The anticipated result will be fewer extensions and less innovation, according to several extension developers.

    Continue reading
  • I was fired for blowing the whistle on cult's status in Google unit, says contractor
    The internet giant, a doomsday religious sect, and a lawsuit in Silicon Valley

    A former Google video producer has sued the internet giant alleging he was unfairly fired for blowing the whistle on a religious sect that had all but taken over his business unit. 

    The lawsuit demands a jury trial and financial restitution for "religious discrimination, wrongful termination, retaliation and related causes of action." It alleges Peter Lubbers, director of the Google Developer Studio (GDS) film group in which 34-year-old plaintiff Kevin Lloyd worked, is not only a member of The Fellowship of Friends, the exec was influential in growing the studio into a team that, in essence, funneled money back to the fellowship.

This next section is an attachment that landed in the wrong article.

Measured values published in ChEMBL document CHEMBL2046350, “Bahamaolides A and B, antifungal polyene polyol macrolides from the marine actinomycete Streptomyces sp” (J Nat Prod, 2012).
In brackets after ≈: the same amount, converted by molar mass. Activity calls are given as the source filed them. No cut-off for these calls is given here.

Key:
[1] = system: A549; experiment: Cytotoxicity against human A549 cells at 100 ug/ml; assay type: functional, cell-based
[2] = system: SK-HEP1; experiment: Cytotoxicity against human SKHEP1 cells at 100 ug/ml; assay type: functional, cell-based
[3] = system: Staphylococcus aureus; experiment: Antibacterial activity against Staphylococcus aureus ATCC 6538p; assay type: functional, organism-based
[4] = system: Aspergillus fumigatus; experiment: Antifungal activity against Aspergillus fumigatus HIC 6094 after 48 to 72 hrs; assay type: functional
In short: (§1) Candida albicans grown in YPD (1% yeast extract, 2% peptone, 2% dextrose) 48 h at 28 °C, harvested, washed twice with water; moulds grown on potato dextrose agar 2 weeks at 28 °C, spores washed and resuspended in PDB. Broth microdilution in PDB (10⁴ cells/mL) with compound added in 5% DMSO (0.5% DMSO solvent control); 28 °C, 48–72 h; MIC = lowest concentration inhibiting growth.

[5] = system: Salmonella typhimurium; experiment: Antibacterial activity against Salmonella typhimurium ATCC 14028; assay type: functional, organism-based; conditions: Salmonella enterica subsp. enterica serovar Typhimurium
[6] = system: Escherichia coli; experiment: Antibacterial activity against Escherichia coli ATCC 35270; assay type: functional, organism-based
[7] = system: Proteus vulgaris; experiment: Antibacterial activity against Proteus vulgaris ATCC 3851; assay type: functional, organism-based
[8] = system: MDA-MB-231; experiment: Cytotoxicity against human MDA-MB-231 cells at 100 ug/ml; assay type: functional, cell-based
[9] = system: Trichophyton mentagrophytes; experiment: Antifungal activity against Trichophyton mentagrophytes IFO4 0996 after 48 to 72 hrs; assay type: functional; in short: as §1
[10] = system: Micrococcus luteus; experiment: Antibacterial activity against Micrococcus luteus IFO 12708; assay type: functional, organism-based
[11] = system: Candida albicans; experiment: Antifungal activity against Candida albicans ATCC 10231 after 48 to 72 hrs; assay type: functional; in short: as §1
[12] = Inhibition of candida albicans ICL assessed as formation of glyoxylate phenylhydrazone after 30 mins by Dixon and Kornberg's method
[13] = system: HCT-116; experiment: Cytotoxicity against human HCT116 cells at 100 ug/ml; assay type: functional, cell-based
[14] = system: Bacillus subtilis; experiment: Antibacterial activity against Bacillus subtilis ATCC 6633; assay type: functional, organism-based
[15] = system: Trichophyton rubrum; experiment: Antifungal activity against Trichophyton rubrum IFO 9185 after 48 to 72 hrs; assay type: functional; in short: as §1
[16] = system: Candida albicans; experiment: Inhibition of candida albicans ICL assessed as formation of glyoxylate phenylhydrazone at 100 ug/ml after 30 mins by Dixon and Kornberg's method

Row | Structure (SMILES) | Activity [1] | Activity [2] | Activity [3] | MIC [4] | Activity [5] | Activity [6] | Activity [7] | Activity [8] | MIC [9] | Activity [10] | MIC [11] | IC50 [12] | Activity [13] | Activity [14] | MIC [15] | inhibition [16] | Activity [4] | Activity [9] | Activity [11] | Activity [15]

In his complaint [PDF], filed in a California Superior Court in Silicon Valley, Lloyd lays down a case that he was fired for expressing concerns over the fellowship's influence at Google, specifically in the GDS. When these concerns were reported to a manager, Lloyd was told to drop the issue or risk losing his job, it is claimed. 

    Continue reading
  • UK competition watchdog seeks to make mobile browsers, cloud gaming and payments more competitive
    Investigation could help end WebKit monoculture on iOS devices